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How much to worry about moisture from air leaks?

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I live in zone 4A (virginia). We live in a house built in 1972, so overall it’s not super efficient. I’m redoing a finished basement and adding insulation (it doesn’t have any currently), and I already have a plan for most of it. I’m going to use foamboard insulation on the walls.

I’m trying to figure out what to do at the top, however. The foamboards will be 8′ high, but there are 2×10 joists so there is ~9″ between the top of the foamboard and subfloor. There’s also a lot of piping, wiring, and more so it’s not simple to throwing some foam boards up there (can’t use caulk to seal up the seams).

Two of the walls are exterior (not underground, the ground slopes down so these walls face open air). One of them is the garage wall so the air seal is even worse; there’s no siding or barrier at all. I can feel a draft.

I could stuff fiberglass insulation all up in there, in addition to using a can of spray foam to seal any open holes. However, there will be no vapor barrier for those 10″ across the entire wall. It’s very humid here in the summer, should I be concerned about humid air coming in? Even if I sealed all the holes, humid air would find a way in (wood or concrete is not a vapor barrier). Won’t that humid air cool down as it comes in and condense? Would fiberglass insulation without any barrier eventually break down due to moisture problems?

Summed up my question is: is fiberglass insulation always doomed if humid air gets in, or is a little bit OK? I’m considering getting a Froth Pak 200 and spraying the whole top area with 2″ of foam to form a vapor barrier.

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  1. Expert Member
    Michael Maines | | #1

    Wood and concrete are not vapor-closed but they are airtight, so they won't allow humid air in directly. Moisture movement by diffusion is much slower than moisture movement on air leaks, and in some weather conditions, the air leaks provide drying, but more often they introduce moisture into the assembly.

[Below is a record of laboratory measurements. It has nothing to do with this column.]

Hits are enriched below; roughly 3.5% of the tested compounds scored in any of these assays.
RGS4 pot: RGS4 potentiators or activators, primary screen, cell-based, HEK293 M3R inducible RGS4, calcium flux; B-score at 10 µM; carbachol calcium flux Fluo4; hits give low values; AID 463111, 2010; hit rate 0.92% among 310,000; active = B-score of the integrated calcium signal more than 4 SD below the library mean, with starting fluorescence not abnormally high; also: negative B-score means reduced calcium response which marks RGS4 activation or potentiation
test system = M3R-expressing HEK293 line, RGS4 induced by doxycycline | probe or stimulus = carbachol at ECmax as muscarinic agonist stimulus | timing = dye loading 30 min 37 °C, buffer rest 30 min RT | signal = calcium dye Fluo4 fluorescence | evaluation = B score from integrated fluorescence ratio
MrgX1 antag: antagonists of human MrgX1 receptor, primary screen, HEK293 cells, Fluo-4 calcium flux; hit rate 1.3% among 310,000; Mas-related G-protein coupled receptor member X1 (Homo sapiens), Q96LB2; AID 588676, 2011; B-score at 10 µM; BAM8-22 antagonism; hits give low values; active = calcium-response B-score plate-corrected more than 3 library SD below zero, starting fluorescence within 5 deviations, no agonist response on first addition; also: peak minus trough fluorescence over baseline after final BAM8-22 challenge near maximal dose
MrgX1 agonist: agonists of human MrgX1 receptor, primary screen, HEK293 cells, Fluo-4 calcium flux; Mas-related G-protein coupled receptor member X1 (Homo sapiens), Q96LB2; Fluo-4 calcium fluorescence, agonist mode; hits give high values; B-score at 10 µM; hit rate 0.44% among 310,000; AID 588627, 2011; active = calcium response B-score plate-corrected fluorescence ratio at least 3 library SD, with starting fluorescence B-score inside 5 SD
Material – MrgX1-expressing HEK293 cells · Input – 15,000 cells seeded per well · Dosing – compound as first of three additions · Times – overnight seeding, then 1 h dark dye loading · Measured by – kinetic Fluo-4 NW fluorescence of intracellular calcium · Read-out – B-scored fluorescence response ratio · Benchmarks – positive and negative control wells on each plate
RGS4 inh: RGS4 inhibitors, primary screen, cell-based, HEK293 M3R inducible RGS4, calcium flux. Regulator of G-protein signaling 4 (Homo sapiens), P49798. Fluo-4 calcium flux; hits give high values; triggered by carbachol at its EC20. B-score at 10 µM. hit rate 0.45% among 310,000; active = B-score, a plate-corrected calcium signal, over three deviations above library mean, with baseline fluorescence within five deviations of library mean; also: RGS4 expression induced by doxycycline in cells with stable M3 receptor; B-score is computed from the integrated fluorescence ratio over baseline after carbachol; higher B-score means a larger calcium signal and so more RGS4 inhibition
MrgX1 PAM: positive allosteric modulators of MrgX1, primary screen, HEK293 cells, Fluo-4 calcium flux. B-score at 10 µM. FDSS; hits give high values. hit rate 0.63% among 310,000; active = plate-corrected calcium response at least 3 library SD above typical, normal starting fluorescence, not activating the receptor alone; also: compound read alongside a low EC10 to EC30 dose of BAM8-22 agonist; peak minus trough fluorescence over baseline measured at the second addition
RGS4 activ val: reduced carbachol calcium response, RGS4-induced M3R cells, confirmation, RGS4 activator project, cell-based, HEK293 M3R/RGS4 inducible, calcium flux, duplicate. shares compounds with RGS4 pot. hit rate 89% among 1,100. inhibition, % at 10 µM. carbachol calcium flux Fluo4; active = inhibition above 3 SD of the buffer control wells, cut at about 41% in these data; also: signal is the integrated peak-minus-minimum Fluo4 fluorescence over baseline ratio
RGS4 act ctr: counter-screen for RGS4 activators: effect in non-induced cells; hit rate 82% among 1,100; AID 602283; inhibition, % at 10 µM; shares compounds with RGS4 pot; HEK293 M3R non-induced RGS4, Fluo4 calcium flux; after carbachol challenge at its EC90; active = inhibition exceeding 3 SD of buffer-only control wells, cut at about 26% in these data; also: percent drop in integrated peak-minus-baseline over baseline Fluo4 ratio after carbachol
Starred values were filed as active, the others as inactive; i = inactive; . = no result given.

Fiberglass does not stop air flow; it hardly slows it down, so stuffing it into the joist bays will help a little against heat flow but not a lot, and when it's cold outside the fiberglass will slow indoor heat from reaching the rim joist so it will be cold and more likely to accumulate moisture trying to get out from the interior. In hot weather, outdoor air trying to get inside will condense on the first cool surface it finds, likely to be the interior portion of the fiberglass.

    Fiberglass is literally made of glass fibers, so moisture won't break it down any more than it breaks down window glass. But when saturated, the fibers can mat together, eliminating the air spaces between fibers that do the actual insulating.

    I avoid foam when reasonably possible but rim joists are one area I don't feel much guilt about using it, since it provides air-sealing, vapor control and thermal control all in one material, in what are finicky, small spaces to deal with in other ways. But if you want to avoid foam, on several occasions I have worked with builders who seal the bays with a variable permeance, airtight membrane and insulate with blown cellulose or fiberglass. There's no reason you couldn't do the same. But foam is easier.

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